Unfreezing all MBS items

The first item of business in reinvesting the rebate would be the immediate unfreezing of the Medicare Benefits Schedule.

That includes on radiology, which has now been in place for 20 years. The current average out of pocket “gap” payment for radiology services is approximately $100, up to $150 for complex services like MRI or CT scans.

These figures are out of reach for many Australian families, with 300 000 Australian patients in 2017 not diagnosed due to the high cost.

The Greens are the only party who have opposed the freeze from the very start – the Labor Party would like us all to forget that they were the party that imposed the full MBS indexation freeze before the 2013 federal election. The government has agreed to lift the freeze, but they are doing so at a glacial pace – we can and should move on this immediately.

The Greens are the only party who have opposed the freeze from the very start – the Labor Party would like us all to forget that they were the party that imposed the full MBS indexation freeze before the 2013 federal election.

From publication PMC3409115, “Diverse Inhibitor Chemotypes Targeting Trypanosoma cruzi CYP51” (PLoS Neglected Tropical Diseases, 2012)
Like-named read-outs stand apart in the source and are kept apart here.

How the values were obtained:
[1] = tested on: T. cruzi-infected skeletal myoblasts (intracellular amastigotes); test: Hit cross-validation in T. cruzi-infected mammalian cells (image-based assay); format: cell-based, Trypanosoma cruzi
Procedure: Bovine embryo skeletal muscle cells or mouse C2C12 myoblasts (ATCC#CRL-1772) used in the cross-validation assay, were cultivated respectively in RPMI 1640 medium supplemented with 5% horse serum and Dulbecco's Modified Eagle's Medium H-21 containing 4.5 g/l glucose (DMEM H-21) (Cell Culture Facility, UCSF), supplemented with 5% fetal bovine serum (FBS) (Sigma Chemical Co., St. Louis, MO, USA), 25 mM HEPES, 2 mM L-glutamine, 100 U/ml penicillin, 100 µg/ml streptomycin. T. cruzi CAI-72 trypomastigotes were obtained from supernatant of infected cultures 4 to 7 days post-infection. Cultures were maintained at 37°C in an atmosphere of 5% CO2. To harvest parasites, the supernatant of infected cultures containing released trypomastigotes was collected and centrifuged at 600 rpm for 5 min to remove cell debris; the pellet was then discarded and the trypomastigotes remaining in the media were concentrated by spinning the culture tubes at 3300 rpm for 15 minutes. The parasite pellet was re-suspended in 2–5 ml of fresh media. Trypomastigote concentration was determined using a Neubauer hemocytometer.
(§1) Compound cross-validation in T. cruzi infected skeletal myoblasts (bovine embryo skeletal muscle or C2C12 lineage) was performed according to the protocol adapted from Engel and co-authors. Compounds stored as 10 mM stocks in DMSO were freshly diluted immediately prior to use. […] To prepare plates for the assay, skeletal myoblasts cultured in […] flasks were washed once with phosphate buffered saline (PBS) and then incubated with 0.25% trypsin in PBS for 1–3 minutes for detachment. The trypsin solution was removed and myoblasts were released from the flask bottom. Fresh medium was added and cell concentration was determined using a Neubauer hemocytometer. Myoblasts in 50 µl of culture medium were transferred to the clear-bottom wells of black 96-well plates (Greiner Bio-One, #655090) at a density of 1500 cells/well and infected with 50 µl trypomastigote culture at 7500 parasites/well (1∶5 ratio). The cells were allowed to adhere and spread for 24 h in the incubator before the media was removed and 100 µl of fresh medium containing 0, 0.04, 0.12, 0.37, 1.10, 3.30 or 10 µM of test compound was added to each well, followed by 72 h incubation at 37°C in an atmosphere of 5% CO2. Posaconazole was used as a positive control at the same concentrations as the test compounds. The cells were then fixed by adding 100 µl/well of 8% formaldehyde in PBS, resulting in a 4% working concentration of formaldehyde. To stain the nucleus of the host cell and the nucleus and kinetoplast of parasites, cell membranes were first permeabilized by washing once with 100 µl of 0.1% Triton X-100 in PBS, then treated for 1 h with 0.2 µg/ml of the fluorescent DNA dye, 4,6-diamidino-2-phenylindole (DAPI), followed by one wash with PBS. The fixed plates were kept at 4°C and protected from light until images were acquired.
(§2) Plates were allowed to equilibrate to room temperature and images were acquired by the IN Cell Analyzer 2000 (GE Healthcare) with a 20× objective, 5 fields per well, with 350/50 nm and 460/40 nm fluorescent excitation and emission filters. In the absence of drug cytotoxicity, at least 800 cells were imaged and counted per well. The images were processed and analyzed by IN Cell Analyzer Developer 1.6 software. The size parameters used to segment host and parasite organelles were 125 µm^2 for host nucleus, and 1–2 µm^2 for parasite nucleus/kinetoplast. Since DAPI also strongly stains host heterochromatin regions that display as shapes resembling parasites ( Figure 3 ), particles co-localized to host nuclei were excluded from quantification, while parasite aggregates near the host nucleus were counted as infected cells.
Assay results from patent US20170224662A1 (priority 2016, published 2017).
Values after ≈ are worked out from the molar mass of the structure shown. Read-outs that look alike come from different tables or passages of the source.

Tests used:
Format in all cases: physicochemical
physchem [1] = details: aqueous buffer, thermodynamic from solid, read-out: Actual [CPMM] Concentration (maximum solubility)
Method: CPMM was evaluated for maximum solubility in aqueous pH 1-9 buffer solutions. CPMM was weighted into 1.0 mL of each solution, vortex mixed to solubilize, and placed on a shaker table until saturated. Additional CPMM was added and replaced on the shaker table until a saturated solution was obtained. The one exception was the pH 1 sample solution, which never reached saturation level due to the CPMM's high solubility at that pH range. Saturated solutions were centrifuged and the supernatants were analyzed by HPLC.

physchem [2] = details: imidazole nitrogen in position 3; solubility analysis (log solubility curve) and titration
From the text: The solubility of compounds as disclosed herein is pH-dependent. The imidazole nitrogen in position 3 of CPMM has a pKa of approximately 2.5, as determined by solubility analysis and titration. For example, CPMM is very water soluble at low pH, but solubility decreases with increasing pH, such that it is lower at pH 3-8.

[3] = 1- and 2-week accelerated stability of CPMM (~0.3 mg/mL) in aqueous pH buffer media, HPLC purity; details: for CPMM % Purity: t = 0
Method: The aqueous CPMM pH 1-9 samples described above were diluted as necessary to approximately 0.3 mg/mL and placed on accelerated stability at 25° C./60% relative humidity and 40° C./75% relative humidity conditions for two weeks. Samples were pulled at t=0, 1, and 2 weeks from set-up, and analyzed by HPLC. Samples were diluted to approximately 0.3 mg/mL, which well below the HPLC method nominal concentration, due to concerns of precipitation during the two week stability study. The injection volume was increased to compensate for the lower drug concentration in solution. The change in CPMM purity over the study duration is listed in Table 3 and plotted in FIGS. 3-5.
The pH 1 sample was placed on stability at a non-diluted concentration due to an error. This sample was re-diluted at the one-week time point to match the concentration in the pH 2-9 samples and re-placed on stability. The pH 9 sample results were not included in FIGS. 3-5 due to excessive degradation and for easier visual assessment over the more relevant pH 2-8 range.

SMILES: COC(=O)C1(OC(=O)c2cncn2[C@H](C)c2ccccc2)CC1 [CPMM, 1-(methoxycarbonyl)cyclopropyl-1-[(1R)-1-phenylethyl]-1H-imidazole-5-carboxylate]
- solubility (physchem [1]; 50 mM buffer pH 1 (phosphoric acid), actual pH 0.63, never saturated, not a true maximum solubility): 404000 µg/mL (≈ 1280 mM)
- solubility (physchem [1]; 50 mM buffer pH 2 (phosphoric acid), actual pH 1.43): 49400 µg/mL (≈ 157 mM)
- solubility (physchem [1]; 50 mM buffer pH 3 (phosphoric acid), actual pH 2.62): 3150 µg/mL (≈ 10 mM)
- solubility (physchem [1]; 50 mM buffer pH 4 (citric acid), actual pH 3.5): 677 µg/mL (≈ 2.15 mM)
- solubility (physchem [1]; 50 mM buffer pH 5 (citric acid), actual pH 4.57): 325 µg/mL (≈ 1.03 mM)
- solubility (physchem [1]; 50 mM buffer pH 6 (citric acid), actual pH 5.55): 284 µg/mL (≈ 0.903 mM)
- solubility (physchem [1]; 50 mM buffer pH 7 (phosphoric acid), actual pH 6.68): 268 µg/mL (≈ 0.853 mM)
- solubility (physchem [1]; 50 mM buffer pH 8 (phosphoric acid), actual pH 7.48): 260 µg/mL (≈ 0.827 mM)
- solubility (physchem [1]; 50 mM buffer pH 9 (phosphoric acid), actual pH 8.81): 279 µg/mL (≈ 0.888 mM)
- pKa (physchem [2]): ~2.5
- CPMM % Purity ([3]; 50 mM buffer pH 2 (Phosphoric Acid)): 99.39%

MBS review

As I said at the outset we should also look to ensure we are getting the best value for money. I am a strong supporter of ensuring efficiencies in health, and I advocated very strongly for the review of the MBS. We spend a lot of money on investigations and treatments that provide little benefit to patients, and in some cases actively cause harm. We need the courage to take on vested interests and eliminate low value care and get the most for every dollar we spend.

Chronic disease

The Greens would also reform our primary care system to better manage the care of the millions of Australians suffering from chronic illnesses. We know that the current system which sees doctors paid for throughput rather than for longer term management of care doesn’t work for chronic conditions.

We also know that there are a range of allied health services – podiatrists, dieticians, physios – that patients currently do not have access to via Medicare. Real reform in this area – not the flawed Health Care Homes trial that the government is currently pursuing, which looks more like rationing care – is another key area for investment.

Prevention

Rather than just focus on how we manage chronic illness we would work to reduce the incidence in the first place. This government has savagely cut investment in preventive health and overseen a drastic increase in rates of obesity and associated chronic diseases.